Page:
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An Incredible Learning Experience for an IMU Pharmacy Student

26 Nov 2014

Students studying the Bachelor of Pharmacy at the International Medical University (IMU) will have an entire Semester 7 devoted to research. These students can opt to go overseas to do this research project. One of these students is Hew Hui Mum (Shereen) who took this opportunity to conduct her research at University of Strathclyde in UK. Here, she relates her experience at the University. 3 “It has been an amazing learning experience having my Semester 7 research conducted in University of Strathclyde. I was hesitating in taking up this research project initially because research is definitely something new to an undergraduate student, it will be conducted in a place that is thousand miles away from Malaysia which I had never been, and most importantly I will be supervised by a lecturer that I have never met. However, I was excited to discover another part of the world. It always requires courage to get out of the comfort zone and now looking back, I certainly have no regrets in taking up this project. From having to find accommodation on my own, buying air tickets and preparing the necessary documents till my research is completed, every step that I took have left impeccable memory in my life.

My research topic is related to pathophysiology of cardiovascular diseases and the protective effects of selected antioxidants against the diseases. It was an honour to have been able to work under the guidance of Dr Susan Currie who is an expert in cardiovascular research, and her PhD students, Claire MC and Hanif M. I am truly thrilled to do my research at the wonderful research facilities that they have in Strathclyde Institute of Biomedical Sciences and Pharmacy and of course the passions that all the researchers have.

2 Not only were the atmosphere and working environment different, the working attitude of the researchers at University of Strathclyde was equally impressive. They have a relaxed lifestyle with a high quality of life yet they are very efficient in getting their work done. They uphold the principal of ‘’work hard, play hard’’ and they do not overwork themselves. Also, they emphasise on learning experience and knowledge rather than blindly pursuing good grades. In order to learn, students need to be pro-active. I was lucky and privileged to be given the opportunity to participate in a few of their cell-signalling meetings, a weekly casual meeting for all the researchers including the PhD students as well as the supervisors whereby someone would be presenting a paper or reporting their research progress. At one of these meetings, my research partner and I had the opportunity to present on our research project background and progress. It was nerve-wracking to present in front of so many great minds but it was another wholesome experience.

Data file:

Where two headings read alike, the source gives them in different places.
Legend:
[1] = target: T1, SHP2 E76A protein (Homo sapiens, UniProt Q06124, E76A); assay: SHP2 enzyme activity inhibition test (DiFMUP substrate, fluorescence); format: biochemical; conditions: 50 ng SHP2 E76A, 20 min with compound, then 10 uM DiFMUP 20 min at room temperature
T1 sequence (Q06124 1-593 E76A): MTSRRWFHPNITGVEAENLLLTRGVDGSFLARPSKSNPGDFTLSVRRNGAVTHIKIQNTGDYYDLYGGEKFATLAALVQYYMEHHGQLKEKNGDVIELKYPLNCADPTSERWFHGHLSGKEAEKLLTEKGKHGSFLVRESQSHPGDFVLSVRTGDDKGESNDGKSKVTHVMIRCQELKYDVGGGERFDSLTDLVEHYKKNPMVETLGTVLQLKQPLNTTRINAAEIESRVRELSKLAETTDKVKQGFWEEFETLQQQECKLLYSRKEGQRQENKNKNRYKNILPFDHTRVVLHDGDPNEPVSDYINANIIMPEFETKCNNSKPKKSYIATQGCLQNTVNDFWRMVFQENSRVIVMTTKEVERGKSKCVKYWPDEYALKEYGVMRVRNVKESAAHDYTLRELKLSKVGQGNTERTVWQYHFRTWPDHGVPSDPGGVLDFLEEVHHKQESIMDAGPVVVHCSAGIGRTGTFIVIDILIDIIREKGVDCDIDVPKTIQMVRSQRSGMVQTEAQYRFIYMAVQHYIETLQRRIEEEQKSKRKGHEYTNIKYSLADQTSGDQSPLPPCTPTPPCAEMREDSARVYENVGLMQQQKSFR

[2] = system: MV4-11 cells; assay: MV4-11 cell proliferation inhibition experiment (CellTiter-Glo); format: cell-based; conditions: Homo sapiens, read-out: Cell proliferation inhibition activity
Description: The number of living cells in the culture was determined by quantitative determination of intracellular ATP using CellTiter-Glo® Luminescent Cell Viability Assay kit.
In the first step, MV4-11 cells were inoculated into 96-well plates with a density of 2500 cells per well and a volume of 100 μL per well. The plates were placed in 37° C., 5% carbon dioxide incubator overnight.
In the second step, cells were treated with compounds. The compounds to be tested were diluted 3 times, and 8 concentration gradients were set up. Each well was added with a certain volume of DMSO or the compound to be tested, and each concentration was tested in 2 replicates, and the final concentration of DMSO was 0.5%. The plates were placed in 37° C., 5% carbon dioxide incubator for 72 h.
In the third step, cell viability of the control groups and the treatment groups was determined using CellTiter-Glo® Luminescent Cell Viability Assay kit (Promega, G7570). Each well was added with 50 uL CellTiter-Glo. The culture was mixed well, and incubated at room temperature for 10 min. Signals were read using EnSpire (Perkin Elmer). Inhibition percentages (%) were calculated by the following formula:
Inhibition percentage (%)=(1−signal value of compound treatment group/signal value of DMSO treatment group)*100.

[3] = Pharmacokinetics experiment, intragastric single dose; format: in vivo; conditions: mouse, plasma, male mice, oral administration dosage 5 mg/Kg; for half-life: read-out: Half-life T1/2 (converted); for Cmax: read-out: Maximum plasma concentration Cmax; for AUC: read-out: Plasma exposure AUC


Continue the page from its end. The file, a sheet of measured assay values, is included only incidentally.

In science (specifically in a lab-based research), anything can happen and many times unforeseen circumstances could take place. The journey could be very frustrating and demotivating because things do not work as you wish. Good stress management, organisational skills and flexibility are all needed in overcoming all these obstacles. My research did not go as smoothly as it was expected to be but thankfully all the researchers and lab technicians that I worked with were very encouraging and supportive. From them, I learnt true optimism and persistency, the spirit of science.

Aside from research, I am thankful that I was there at the right time in Glasgow. Upon my arrival, it was Commonwealth Games and the city was so happening; on 18 September, Scotland referendum took place and I was there to witness this historical moment. My research partner and I did not plan to travel out of UK during our stay because we had no idea how our research work was going to be. It took me by surprise when Dr Susan actually encouraged us to travel around as much as we can during our stay. She wanted us to maximise our time while we were there but of course we need to ensure our work is completed before we set off. 19We only took a few weeks to plan for our mini-Europe adventures and we were off to Northern Ireland, Ireland, C’zech Republic and Hungary. Travelling is always amazing as it is not just a journey to discover a new place, but also a self-discovery journey. On our way to Budapest, Hungary we met a few Americans who were about our age and a family from India. The parents were so impressed with our courage of travelling on our own to a country that is not an English-speaking country.

Although it was only three months, the incidents and experiences I gained made it feels like as if it was one-year long. I am thankful to have this opportunity that IMU has provided to broaden my horizon as a student, and also the support my family and friends have given. That was by far the most incredible experience I have.”

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